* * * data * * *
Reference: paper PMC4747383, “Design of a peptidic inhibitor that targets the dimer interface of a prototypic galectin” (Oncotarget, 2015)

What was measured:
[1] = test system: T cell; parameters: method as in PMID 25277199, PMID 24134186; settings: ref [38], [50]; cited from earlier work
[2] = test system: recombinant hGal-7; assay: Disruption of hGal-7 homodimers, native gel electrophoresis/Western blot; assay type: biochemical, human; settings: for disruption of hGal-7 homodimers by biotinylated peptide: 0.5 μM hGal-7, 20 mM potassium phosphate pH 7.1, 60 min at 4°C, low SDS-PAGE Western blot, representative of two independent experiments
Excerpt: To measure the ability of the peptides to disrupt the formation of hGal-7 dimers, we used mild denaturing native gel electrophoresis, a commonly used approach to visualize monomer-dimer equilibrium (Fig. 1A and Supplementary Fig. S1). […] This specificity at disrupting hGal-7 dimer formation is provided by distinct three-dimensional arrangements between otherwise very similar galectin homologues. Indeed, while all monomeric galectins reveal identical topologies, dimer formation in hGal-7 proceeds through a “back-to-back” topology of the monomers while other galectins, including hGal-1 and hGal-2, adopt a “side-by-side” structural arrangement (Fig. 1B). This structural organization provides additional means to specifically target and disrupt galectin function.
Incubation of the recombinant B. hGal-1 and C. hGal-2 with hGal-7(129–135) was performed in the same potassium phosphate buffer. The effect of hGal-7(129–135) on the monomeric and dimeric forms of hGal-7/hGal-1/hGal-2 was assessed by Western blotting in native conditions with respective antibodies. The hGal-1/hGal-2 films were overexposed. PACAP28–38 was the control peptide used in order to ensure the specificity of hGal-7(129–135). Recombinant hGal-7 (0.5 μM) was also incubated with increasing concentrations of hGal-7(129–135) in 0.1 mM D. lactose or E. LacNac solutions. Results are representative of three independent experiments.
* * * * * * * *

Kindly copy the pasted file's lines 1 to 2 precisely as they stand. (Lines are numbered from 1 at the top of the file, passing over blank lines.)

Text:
Reference: paper PMC4747383, “Design of a peptidic inhibitor that targets the dimer interface of a prototypic galectin” (Oncotarget, 2015)

What was measured: